On Veterans' Day, the president fought back. In a major speech Friday at Tobyhanna Army Depot in Pennsylvania, President Bush defended the war in Iraq. Most notably, he defended the probity and honesty with which his administration made the case for the war to remove Saddam. At last, the president confronted the slander that he "lied us into war" — a slander propagated by his opponents with amazing success.
Here is the key passage in Bush's speech:
While it's perfectly legitimate to criticize my decision or the conduct of the war, it is deeply irresponsible to rewrite the history of how that war began. Some Democrats and antiwar critics are now claiming we manipulated the intelligence and misled the American people about why we went to war. These critics are fully aware that a bipartisan Senate investigation found no evidence of political pressure to change the intelligence community's judgments related to Iraq's weapons programs. They also know that intelligence agencies from around the world agreed with our assessment of Saddam Hussein. They know the United Nations passed more than a dozen resolutions citing his development and possession of weapons of mass destruction. And many of these critics supported my opponent during the last election, who explained his position to support the resolution in the Congress this way: 'When I vote to give the president of the United States the authority to use force, if necessary, to disarm Saddam Hussein, it is because I believe that a deadly arsenal of weapons of mass destruction in his hands is a threat and a grave threat to our security.' That's why more than a hundred Democrats in the House and the Senate, who had access to the same intelligence, voted to support removing Saddam Hussein from power.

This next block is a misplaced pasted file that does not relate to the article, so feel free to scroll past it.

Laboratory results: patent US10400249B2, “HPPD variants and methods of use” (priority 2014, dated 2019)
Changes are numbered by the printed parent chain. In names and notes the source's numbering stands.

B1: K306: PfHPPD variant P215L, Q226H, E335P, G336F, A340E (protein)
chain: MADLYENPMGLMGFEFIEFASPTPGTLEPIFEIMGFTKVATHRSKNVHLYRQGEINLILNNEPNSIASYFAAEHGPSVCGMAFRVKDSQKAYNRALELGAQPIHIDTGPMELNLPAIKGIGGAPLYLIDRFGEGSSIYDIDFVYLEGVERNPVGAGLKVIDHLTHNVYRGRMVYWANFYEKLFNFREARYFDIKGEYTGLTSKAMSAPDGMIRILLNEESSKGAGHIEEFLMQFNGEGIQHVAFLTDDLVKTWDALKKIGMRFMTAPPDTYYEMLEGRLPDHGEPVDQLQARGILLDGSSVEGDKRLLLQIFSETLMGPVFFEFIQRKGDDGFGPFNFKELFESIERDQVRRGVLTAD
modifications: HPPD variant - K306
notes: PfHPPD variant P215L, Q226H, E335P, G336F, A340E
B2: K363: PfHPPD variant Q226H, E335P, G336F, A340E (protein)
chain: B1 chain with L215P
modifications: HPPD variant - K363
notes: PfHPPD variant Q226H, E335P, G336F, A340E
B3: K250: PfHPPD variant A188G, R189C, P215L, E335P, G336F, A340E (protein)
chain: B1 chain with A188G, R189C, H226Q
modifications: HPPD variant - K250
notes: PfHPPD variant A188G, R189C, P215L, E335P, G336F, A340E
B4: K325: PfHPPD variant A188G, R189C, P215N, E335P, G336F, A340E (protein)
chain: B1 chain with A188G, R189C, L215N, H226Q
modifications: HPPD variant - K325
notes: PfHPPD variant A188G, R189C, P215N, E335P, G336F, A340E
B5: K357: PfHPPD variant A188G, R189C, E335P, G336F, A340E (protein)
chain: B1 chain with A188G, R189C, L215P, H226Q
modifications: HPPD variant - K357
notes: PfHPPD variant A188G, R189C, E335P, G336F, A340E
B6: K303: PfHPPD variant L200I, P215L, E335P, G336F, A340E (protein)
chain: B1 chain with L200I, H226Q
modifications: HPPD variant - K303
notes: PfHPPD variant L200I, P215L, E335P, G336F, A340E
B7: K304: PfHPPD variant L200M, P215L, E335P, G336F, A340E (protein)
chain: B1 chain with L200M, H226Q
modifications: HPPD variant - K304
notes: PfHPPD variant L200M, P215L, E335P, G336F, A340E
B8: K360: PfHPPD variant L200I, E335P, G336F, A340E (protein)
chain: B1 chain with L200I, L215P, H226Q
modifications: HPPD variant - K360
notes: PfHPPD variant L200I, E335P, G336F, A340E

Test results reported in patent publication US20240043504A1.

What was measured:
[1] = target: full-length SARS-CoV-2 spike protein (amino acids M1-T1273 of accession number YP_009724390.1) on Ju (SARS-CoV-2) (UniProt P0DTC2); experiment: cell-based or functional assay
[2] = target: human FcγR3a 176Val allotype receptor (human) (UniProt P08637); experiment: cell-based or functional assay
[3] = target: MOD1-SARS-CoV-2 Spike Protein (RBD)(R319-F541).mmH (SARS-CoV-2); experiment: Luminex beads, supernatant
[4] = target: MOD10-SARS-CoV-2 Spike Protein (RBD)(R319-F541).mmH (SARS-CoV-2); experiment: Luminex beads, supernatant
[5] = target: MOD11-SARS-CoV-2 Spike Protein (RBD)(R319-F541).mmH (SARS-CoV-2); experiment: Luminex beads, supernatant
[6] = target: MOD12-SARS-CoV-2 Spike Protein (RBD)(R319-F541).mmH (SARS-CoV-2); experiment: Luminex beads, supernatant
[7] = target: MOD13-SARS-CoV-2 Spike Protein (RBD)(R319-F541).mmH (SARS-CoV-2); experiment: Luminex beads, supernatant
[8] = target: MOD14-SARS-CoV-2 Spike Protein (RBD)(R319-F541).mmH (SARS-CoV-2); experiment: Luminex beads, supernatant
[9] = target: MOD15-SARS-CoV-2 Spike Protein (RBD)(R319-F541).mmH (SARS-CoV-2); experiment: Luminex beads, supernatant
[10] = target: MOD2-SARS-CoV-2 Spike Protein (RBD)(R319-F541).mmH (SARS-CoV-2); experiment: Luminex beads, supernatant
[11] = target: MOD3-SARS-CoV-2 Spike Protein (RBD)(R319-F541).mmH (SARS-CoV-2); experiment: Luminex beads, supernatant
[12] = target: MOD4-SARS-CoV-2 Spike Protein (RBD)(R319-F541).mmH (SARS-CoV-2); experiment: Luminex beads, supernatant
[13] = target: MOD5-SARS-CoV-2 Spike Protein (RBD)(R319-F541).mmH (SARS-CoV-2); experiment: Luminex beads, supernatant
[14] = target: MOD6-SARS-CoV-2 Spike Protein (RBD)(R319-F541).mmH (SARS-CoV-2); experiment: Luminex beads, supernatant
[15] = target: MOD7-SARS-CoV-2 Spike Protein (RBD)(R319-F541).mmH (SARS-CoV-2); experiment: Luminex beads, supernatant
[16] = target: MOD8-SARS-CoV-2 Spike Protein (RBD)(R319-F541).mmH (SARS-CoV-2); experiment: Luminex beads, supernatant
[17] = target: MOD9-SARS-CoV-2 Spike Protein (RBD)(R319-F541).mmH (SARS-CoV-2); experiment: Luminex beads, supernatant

And then the president went on offense:
These baseless attacks send the wrong signal to our troops and to an enemy that is questioning America's will. As our troops fight a ruthless enemy determined to destroy our way of life, they deserve to know that their elected leaders who voted to send them to war continue to stand behind them. Our troops deserve to know that this support will remain firm when the going gets tough. And our troops deserve to know that, whatever our differences in Washington, our will is strong, our nation is united and we will settle for nothing less than victory.
Bush's counterpunch hit home. Ted Kennedy was upset. He found the speech "deeply regrettable." How dare the president try "to rebuild his own credibility?" How dare the president defend his honor — and the country's? For the nation's honor is at stake, too. If we went to war based on lies told by our president, then it is a disgrace to us all. It is a further disgrace that we reelected him. It is yet a further disgrace that Congress continues to support this war, by appropriating funds for it. It is a disgrace that Senator Kennedy has not moved to have the president impeached.